Copyright © Louis Schmier

Date: Wed 4/5/2006 3:20 AM
Random Thought: Only One Person?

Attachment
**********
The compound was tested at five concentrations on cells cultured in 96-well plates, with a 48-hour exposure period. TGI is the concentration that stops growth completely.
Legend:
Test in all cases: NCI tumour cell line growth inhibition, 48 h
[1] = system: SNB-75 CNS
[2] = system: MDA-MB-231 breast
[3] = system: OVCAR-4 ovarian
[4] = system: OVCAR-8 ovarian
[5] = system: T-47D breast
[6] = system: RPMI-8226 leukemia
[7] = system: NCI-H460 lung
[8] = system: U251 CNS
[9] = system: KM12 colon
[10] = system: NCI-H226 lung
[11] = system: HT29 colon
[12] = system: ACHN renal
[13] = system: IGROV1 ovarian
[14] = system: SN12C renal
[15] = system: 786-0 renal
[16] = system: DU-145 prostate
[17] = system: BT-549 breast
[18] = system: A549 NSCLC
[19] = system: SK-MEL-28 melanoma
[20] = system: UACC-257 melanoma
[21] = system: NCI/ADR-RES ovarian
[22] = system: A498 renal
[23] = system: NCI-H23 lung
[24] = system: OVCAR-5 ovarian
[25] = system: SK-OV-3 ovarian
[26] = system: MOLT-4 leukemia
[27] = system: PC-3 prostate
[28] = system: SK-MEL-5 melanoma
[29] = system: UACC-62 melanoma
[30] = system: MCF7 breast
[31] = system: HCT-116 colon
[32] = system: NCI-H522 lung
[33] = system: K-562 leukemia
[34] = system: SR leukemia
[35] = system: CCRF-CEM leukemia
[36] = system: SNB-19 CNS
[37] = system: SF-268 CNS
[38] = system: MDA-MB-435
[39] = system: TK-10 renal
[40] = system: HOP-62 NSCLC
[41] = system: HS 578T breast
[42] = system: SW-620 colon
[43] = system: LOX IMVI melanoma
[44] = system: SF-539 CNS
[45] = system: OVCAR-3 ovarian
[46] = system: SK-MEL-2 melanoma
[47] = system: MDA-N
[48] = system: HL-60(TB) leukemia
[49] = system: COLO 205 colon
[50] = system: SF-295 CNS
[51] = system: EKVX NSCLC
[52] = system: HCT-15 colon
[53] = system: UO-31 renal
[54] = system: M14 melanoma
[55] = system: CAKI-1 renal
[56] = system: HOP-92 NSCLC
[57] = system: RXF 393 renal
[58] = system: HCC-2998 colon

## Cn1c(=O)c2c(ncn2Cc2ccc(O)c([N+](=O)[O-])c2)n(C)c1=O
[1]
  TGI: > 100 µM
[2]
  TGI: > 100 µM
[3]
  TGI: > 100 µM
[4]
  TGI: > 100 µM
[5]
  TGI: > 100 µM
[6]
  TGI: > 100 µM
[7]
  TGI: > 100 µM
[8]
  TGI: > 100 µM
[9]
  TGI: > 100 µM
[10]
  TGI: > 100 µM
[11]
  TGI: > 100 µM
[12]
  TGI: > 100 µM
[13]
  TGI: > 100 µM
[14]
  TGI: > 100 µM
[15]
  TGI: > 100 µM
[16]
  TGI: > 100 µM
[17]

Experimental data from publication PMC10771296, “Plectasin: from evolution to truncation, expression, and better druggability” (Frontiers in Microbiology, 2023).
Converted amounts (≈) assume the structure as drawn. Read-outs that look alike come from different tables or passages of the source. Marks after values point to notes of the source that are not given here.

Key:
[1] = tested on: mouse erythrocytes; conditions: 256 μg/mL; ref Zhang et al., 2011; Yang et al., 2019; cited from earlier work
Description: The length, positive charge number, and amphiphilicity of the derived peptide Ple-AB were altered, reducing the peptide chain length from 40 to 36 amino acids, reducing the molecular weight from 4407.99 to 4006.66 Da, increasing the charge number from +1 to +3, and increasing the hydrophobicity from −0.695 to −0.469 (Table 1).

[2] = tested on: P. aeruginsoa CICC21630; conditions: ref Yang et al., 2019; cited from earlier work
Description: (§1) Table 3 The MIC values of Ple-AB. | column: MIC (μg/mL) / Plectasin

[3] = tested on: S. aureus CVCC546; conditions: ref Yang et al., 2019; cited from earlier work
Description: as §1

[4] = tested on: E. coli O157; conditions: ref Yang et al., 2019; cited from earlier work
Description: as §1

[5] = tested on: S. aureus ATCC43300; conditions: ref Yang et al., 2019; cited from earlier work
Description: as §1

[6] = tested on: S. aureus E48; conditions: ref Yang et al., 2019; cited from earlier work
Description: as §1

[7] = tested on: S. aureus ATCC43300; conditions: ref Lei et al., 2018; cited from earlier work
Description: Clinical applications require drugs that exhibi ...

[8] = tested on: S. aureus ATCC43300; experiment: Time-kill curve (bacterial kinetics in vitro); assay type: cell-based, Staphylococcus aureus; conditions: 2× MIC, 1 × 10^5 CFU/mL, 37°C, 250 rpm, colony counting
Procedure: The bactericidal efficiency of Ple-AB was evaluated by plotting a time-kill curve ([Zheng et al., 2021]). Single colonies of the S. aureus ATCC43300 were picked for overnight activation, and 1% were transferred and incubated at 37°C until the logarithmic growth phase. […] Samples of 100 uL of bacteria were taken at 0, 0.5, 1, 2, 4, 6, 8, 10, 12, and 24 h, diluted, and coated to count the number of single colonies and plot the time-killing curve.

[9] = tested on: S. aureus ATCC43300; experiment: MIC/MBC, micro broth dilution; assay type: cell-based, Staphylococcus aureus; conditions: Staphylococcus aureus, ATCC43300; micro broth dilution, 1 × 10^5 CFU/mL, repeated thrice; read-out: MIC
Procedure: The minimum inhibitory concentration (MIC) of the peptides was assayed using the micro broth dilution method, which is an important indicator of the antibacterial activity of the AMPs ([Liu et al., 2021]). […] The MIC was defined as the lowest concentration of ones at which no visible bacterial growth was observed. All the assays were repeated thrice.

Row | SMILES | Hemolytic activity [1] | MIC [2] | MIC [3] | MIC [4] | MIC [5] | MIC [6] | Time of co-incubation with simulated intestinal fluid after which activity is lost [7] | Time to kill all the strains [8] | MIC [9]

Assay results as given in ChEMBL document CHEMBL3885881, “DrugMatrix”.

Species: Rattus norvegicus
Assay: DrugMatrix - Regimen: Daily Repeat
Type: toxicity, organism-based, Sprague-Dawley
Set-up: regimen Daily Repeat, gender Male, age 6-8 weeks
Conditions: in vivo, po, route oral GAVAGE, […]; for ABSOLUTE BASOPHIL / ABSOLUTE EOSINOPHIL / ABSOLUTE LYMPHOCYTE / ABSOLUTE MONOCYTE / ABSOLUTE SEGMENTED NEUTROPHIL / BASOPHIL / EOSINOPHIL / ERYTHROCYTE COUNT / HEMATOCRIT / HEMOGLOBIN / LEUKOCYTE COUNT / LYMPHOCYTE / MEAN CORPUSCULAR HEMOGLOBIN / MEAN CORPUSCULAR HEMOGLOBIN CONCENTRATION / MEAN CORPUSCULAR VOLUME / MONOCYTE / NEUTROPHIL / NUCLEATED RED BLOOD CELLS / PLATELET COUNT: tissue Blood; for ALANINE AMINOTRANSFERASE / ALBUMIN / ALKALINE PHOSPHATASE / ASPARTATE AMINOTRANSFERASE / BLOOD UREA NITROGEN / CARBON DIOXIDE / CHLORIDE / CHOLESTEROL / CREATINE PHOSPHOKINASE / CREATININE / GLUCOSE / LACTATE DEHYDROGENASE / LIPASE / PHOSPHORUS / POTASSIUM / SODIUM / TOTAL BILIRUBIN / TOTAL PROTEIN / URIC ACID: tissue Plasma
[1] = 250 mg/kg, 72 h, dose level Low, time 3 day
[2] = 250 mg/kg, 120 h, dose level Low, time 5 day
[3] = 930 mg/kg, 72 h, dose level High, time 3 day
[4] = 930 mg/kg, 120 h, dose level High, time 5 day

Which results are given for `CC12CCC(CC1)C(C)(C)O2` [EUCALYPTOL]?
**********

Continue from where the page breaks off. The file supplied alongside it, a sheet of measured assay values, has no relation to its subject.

Good springy or summery morning. Thank goodness March is gone. It went out more like a polar bear than a lamb or lion. Now after just a few days, April is fooling us into thinking it is spring while it's springing over spring into summer. Anyway, this sultry morning, as I was breaking the year's first sweat in the mid-60 degree pre-dawn morning, I was thinking of an interesting message I had received last Thursday. I had been thinking a lot about how to reply to this professor from a southwestern community college. Part of her message read, "Louis, I read your last two Random Thoughts about Crystal and Caroline. Congratulations. However admirable your efforts are, remember you're only one person. You know you can't change the world much less our academic system. So why do you think you can? And, if I might add, why are you always such a 'positive freak (in a good sense)?'"